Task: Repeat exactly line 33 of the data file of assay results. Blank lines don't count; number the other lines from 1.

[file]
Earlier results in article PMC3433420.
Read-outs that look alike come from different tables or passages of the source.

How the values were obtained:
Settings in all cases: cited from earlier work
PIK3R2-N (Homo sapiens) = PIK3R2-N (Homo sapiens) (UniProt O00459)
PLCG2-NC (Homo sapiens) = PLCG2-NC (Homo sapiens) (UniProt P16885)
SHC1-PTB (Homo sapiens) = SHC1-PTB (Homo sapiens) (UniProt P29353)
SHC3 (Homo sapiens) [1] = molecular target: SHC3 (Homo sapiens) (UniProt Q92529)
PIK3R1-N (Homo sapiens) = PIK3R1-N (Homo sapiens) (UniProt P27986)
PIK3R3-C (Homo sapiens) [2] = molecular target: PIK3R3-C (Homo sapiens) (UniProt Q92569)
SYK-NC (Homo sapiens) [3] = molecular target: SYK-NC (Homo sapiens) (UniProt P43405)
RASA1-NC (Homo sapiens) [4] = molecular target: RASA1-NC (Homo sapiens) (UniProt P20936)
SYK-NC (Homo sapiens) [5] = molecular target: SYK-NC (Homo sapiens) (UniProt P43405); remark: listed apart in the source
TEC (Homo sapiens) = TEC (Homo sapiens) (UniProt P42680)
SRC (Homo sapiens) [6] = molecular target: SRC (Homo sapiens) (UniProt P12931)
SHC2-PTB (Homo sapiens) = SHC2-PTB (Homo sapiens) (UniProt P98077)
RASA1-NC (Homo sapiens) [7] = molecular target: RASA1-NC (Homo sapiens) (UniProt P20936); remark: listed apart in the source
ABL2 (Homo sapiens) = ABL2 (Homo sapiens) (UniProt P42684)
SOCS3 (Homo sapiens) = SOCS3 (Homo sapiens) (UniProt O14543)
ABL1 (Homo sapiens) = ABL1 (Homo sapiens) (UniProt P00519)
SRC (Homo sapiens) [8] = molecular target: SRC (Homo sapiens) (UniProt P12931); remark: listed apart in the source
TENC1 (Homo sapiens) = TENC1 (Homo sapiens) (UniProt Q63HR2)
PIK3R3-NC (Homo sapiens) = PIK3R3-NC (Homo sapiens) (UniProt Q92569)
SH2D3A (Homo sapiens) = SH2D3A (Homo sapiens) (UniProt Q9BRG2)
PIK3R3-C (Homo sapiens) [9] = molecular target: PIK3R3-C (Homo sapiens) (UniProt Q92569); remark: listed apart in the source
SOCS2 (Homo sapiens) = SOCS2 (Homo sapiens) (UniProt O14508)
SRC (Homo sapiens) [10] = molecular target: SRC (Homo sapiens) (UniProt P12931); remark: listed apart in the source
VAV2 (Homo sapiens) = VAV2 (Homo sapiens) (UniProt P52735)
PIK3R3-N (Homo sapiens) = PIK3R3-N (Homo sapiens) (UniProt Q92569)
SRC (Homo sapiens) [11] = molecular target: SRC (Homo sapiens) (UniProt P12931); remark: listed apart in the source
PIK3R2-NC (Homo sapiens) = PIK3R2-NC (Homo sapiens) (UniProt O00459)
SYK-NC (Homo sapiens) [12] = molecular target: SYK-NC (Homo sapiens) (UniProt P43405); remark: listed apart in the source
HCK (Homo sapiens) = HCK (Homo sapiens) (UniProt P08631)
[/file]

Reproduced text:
HCK (Homo sapiens) = HCK (Homo sapiens) (UniProt P08631)